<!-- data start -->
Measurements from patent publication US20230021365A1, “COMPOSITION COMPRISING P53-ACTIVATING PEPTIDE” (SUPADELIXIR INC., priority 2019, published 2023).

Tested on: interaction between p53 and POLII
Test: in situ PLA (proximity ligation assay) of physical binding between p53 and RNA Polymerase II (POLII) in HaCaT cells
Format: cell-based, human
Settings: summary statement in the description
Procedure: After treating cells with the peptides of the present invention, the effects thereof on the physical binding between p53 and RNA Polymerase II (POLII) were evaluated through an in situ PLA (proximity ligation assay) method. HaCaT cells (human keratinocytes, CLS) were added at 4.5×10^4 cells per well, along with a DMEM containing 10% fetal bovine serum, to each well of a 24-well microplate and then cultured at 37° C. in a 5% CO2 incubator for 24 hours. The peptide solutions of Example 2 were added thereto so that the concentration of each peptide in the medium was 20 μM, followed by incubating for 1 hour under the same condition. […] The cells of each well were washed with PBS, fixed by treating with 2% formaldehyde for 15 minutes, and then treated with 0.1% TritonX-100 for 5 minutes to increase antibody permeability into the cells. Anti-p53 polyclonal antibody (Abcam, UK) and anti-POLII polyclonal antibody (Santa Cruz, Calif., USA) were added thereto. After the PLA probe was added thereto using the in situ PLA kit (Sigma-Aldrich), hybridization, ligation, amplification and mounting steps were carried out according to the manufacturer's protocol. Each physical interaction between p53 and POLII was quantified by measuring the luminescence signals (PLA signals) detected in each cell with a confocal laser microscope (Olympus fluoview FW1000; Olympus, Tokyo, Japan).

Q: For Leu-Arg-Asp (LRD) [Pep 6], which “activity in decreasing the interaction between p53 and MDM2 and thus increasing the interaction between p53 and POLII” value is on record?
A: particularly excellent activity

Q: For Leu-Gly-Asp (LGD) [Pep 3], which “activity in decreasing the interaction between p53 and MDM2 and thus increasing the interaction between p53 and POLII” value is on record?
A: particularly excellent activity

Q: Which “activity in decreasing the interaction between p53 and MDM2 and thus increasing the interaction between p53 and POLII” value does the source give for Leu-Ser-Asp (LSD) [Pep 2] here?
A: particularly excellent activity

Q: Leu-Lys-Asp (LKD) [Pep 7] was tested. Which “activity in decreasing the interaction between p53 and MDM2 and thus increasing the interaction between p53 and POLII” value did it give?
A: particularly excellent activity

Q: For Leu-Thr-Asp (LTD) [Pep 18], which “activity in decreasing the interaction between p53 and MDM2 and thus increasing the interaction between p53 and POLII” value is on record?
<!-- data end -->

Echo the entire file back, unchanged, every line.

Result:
Measurements from patent publication US20230021365A1, “COMPOSITION COMPRISING P53-ACTIVATING PEPTIDE” (SUPADELIXIR INC., priority 2019, published 2023).

Tested on: interaction between p53 and POLII
Test: in situ PLA (proximity ligation assay) of physical binding between p53 and RNA Polymerase II (POLII) in HaCaT cells
Format: cell-based, human
Settings: summary statement in the description
Procedure: After treating cells with the peptides of the present invention, the effects thereof on the physical binding between p53 and RNA Polymerase II (POLII) were evaluated through an in situ PLA (proximity ligation assay) method. HaCaT cells (human keratinocytes, CLS) were added at 4.5×10^4 cells per well, along with a DMEM containing 10% fetal bovine serum, to each well of a 24-well microplate and then cultured at 37° C. in a 5% CO2 incubator for 24 hours. The peptide solutions of Example 2 were added thereto so that the concentration of each peptide in the medium was 20 μM, followed by incubating for 1 hour under the same condition. […] The cells of each well were washed with PBS, fixed by treating with 2% formaldehyde for 15 minutes, and then treated with 0.1% TritonX-100 for 5 minutes to increase antibody permeability into the cells. Anti-p53 polyclonal antibody (Abcam, UK) and anti-POLII polyclonal antibody (Santa Cruz, Calif., USA) were added thereto. After the PLA probe was added thereto using the in situ PLA kit (Sigma-Aldrich), hybridization, ligation, amplification and mounting steps were carried out according to the manufacturer's protocol. Each physical interaction between p53 and POLII was quantified by measuring the luminescence signals (PLA signals) detected in each cell with a confocal laser microscope (Olympus fluoview FW1000; Olympus, Tokyo, Japan).

Q: For Leu-Arg-Asp (LRD) [Pep 6], which “activity in decreasing the interaction between p53 and MDM2 and thus increasing the interaction between p53 and POLII” value is on record?
A: particularly excellent activity

Q: For Leu-Gly-Asp (LGD) [Pep 3], which “activity in decreasing the interaction between p53 and MDM2 and thus increasing the interaction between p53 and POLII” value is on record?
A: particularly excellent activity

Q: Which “activity in decreasing the interaction between p53 and MDM2 and thus increasing the interaction between p53 and POLII” value does the source give for Leu-Ser-Asp (LSD) [Pep 2] here?
A: particularly excellent activity

Q: Leu-Lys-Asp (LKD) [Pep 7] was tested. Which “activity in decreasing the interaction between p53 and MDM2 and thus increasing the interaction between p53 and POLII” value did it give?
A: particularly excellent activity

Q: For Leu-Thr-Asp (LTD) [Pep 18], which “activity in decreasing the interaction between p53 and MDM2 and thus increasing the interaction between p53 and POLII” value is on record?